Thomas Jefferson Papers
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From Thomas Jefferson to Samuel Harrison Smith, 31 July 1804

Monticello July 31. 04.

Dear Sir

Your paper of the 23d. came to my hand the day before yesterday. observing in it what is said on the subject of the paper charged on me by Coleman, I turned to the Journals of the Virginia Convention of that time, to wit, ten months before the Declaration of Independance, and found in them & about that date, a paper drawn by me in answer to Lord North’s conciliatory propositions; which sufficiently shews my sentiments at that time. but there was no paper in these journals which bore any resemblance to the one quoted by Coleman as ‘penned by mr Jefferson; or at any rate signed by him in his own hand writing, & preserved in the public records of the country:’ not observing the insidious wording here, imputing, to the understanding of 99. readers out of an 100 as it did to mine what was false, yet literally susceptible of being reconciled to truth; and conscious there existed no Such Paper in my handwriting nor among the records of Virginia, the only state in whose councils I had been. I set it down as a falsehood. still believing he referred to some paper in my own State, signed by me, & preserved among it’s records, and knowing that according to our forms no paper was ever signed but by the President of the Convention, & consequently that I, an individual member, could not have been called on to sign any paper drawn by, another, I believed it false in toto. but at length observing that ‘the records of the country’ might apply to those of Congress, and that a paper, signed by me, ‘in my own handwriting’ might mean that the signature only was mine, and not the whole handwriting of the paper, I was led to look into the journals of Congress & there Vol. 1. page 150. found the very passage quoted, in the famous 2d. petition of mr Dickinson to the king. this paper was passed by Congress after great opposition, & against the wish of nine tenths of the members, on the earnest solicitations of mr Dickinson who drew it, and a few others, and on their declarations that if it was not satisfactorily answered, they would join us heartily. for the sake of union, therefore we suffered it to pass. I remember well that after the vote had passed mr Dickinson rose, expressed his transcendent pleasure, and added ‘that there was but one word in the address which he disliked, which was the word ‘Congress,’ for that word might be offensive’, on which Governor Harrison rose and said ‘and, mr. President, there is but one word in the address which I like, and that is the word ‘Congress.’ and his was the sentiment of the whole body. however the paper was permitted to pass, and we all signed it individually—that having been the usage of the Congress as to important papers till Independance was declared. the committee for drawing this petition was appointed June 3. consisting of Dickinson, Johnson, Rutledge, Jay & Franklin, at which time I was in the Virginia convention, and was in the act of drawing their answer to Ld. North’s proposition. the journals of Congress pa. 124. shew that the petition was reported to Congress June 19. and that I took my seat there June 21. it was battled till the 8th. of July, and signed on that day for peace sake by it’s bitterest opponents. and, how different it’s train of sentiment from mine at that day will be seen by the answer to Ld. North. so far was my stile or sentiments at that time from being inconsistent with what was expressed in the declaration of independance 10. months after, that in the last paragraph you will find exactly the same phrases in some instances as were afterwards used in the declaration; on the whole however, the expression in the Natl. Intelligencer ‘that it is likewise false that he ever signed such a paper drawn by another’ is an incorrectness into which I have been inveigled by the crafty diction of Coleman’s paragraph; putting me on the wrong scent of searching the state transactions, instead of those of Congress, and understanding him to mean a paper in my own handwriting, not merely a signature in my own handwriting, in which sense the latter words are tautologous. I presume it better to correct this, before it is noticed by the enemy, and as shortly as the light nature of the question seems to require. I inclose you the journal of Convention, & pray you to keep it safely & return it to me on my arrival at Washington, as I believe my collection of those journals is the only one in existence. the original paper was not entered in the journals of Congress, because they did not enter there the communications they recieved from others. but it is certainly on the files of Congress in the Secretary of state’s office: Accept my friendly salutations.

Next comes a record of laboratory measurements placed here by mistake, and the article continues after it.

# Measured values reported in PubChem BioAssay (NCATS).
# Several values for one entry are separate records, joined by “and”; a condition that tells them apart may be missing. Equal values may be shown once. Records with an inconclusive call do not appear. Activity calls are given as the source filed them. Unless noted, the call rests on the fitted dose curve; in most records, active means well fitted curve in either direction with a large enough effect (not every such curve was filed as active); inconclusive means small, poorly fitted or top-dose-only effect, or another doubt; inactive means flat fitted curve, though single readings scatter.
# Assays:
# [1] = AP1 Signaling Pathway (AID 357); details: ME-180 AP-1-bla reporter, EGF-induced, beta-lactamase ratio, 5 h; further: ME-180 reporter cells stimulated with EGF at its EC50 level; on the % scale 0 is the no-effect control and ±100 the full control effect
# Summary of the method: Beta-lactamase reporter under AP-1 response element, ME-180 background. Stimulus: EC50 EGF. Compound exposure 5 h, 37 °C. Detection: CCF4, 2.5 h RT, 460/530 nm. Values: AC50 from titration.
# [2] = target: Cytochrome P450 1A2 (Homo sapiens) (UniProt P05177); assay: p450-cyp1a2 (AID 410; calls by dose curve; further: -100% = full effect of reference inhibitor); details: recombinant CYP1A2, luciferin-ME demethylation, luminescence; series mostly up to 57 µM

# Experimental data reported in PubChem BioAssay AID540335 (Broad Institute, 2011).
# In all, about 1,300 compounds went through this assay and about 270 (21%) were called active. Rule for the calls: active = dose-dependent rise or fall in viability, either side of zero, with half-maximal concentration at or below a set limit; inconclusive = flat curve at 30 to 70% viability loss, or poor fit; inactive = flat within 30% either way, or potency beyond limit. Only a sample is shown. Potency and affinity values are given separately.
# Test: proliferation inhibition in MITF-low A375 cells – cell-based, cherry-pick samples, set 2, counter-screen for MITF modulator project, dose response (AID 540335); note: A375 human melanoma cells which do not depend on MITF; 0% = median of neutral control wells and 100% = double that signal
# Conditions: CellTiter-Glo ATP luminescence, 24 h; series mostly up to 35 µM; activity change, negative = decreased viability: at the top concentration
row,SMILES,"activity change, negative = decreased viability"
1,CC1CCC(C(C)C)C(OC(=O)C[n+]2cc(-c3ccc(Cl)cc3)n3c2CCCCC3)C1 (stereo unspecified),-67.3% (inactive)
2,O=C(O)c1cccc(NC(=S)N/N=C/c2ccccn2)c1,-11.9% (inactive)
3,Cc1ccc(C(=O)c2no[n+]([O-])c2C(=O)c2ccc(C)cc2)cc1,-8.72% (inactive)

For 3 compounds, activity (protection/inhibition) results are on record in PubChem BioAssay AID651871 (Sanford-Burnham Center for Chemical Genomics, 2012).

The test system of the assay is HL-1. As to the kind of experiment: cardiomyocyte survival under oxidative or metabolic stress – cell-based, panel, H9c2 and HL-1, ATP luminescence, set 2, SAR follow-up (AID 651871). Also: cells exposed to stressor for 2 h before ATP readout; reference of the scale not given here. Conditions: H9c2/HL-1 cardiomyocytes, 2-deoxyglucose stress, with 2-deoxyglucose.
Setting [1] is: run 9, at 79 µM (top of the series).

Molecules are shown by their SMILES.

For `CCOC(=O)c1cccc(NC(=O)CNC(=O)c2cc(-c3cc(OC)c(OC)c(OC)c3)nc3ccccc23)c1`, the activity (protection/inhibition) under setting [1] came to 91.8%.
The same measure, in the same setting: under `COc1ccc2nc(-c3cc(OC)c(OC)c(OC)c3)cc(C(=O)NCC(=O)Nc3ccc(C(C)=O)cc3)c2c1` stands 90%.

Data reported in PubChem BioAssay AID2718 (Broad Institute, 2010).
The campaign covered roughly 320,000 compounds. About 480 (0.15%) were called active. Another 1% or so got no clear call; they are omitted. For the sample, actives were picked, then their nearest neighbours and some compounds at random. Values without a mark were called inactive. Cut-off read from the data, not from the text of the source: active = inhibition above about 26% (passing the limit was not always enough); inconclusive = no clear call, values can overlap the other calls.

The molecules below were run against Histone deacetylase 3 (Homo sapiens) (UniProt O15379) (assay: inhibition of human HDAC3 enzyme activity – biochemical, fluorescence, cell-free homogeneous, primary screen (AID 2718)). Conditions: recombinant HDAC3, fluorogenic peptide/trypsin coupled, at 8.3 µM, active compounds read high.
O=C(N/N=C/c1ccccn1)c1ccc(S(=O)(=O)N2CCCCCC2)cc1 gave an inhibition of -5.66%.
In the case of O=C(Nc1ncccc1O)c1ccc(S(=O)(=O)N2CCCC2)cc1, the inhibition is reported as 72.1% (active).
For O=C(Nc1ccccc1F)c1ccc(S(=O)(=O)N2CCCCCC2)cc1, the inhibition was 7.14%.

Th: Jefferson

DLC: J. Henley Smith Papers.

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